Photography: Roman Schmitz
Among the sixty-plus courses taught at the Perfect Picture School of Photography (PPSOP) is a four-week class called The Art of Seeing. The class, which is listed in the “beginner/intermediate” category, aims to sharpen a photographer’s eye, and help him or her see what others miss. It’s taught by freelance photographer Chris Hurtt together with the school’s founder, Bryan Peterson. Being able to see an image in a line of sight is certainly essential for any creative photography, but Bryan’s success as an entrepreneur (as well as a photographer) isn’t just down to his ability to spot a potential picture in the mundane. His success also owes much to his ability to spot opportunities to put his knowledge to work in a way that others have overlooked – and that’s just as valuable a lesson for any photographer to learn.
Some of Bryan’s vision may be down to his entry into the world of photography, which began more than 30 years ago. As an artist, he complained to his brother, a photographer, that pen and ink drawings required spending large amounts of time on location. His brother suggested photographing the site then drawing the scene after he returned home. Peterson took a camera, developed his first image, and was hooked. That was back in the 1970s and he hasn’t picked up a pencil since, building a photography career instead that has seen him shoot for clients as large as American Express, BP, Kodak and Micrsosoft, and landed him the New York Art Directors Gold Award.
Photography Answers from Halfway Around the World
When he wasn’t shooting though, Bryan was also teaching, putting on workshops to teach other rising photographers how to use their cameras, and writing a series of books on photography technique. In 2006, he launched PPSOP, a photography school that holds all of its classes online.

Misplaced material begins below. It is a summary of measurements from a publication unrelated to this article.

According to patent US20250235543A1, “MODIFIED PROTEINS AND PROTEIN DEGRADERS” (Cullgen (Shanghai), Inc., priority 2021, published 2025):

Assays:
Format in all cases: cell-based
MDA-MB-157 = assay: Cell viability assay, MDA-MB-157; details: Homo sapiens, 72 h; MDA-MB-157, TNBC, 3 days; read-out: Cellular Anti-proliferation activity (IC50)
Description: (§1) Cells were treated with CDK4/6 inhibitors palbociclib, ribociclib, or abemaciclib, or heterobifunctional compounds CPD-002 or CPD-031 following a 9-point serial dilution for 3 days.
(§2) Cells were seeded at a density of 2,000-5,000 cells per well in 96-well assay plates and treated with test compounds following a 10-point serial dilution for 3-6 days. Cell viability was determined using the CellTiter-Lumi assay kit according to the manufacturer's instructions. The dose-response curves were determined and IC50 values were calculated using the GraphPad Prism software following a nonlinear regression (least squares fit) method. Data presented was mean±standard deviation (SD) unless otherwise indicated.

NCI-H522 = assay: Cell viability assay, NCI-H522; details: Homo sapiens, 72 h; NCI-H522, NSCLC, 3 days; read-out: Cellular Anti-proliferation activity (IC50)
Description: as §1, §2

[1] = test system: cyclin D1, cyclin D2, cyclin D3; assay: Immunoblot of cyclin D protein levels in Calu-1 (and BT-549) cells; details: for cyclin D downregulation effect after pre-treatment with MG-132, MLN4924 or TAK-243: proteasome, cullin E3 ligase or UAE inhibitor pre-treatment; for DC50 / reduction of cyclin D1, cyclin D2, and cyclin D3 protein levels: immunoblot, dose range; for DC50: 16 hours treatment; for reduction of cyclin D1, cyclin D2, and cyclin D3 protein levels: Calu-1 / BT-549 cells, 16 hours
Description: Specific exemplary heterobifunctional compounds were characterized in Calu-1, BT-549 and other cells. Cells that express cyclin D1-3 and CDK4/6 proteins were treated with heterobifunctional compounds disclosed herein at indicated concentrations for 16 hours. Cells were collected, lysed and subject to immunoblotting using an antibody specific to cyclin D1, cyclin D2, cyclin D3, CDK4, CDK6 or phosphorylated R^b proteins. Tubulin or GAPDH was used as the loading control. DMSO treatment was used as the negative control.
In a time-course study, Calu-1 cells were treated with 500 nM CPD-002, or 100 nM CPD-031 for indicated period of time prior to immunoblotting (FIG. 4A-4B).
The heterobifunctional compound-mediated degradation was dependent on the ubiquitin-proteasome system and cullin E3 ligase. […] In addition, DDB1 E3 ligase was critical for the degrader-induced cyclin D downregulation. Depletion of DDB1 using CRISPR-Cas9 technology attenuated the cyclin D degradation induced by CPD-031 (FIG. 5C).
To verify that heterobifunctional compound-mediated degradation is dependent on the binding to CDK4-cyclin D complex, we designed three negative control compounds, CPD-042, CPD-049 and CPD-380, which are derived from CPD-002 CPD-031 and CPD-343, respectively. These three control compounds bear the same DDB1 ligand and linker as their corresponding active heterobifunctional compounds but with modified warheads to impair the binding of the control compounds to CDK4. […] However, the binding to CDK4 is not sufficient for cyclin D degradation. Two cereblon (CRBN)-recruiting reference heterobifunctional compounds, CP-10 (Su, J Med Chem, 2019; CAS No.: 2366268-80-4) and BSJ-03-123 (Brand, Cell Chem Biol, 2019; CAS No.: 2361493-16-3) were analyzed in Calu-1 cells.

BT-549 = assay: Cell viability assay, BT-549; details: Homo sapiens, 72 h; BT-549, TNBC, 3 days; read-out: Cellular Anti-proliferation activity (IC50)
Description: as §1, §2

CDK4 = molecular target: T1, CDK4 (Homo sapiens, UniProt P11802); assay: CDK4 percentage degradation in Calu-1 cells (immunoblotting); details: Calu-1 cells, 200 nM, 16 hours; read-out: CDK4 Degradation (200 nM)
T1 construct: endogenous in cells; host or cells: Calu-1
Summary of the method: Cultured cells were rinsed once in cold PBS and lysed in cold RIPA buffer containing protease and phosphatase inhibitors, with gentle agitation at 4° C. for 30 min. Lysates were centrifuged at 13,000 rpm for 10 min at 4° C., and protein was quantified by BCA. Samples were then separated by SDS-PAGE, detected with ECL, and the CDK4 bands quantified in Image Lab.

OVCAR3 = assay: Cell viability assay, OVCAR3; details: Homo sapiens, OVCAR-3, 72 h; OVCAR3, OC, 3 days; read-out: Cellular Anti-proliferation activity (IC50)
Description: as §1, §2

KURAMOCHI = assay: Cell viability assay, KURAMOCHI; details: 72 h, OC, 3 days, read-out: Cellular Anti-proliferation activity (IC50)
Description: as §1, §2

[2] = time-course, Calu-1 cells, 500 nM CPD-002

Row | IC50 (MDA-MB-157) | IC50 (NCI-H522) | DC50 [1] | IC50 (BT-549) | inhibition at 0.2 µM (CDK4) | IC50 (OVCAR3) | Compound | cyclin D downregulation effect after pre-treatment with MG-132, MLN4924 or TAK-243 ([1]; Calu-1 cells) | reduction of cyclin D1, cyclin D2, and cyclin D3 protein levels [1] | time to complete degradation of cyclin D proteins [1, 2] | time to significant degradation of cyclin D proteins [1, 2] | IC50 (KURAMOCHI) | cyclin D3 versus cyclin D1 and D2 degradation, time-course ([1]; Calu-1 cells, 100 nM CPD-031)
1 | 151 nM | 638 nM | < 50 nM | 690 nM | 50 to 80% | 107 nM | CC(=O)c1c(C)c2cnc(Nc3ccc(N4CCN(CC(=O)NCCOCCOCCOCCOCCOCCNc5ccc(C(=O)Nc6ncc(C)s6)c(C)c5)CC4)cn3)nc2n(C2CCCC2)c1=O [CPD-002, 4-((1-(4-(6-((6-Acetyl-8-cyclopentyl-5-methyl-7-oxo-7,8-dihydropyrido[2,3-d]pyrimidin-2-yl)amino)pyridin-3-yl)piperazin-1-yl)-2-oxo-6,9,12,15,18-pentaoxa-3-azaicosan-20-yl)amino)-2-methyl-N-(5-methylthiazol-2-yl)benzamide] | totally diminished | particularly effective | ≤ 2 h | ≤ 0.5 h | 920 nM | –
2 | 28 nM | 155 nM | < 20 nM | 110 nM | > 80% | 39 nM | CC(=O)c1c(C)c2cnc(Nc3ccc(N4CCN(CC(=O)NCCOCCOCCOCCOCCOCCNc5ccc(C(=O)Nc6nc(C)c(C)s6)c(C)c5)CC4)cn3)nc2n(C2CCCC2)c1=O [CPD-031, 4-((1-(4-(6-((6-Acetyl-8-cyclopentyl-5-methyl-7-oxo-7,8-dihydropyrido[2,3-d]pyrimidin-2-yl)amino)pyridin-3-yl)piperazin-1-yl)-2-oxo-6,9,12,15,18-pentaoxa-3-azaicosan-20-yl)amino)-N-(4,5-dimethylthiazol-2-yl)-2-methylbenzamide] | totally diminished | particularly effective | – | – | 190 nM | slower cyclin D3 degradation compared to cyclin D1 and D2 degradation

“Over the years I thoroughly enjoyed connecting with people in person when teaching workshops, and with the internet growing it was just a natural evolution – a new way to connect with people,” Bryan told us by email between assignments in Singapore and Australia. “The fact that people can upload an image, ask what went wrong, and get an answer about that specific image from an instructor that might be halfway around the world is still something I find amazing.”
Classes are held over a period that ranges from four to eight weeks. Students are given a lesson that they can download, and provided with an assignment that they can complete over the weekend. They upload their image to the class and receive critiques from the professional instructors, and comments from students. A question and answer section provides a forum in which students can ask teachers about technique or other problems, and students are free to contribute to the discussion too. According to Bryan, the forums can become lively spaces in which participants don’t just offer advice but form friendships too, despite the distance. A number of students have organized their own photography adventures to put their new knowledge to use.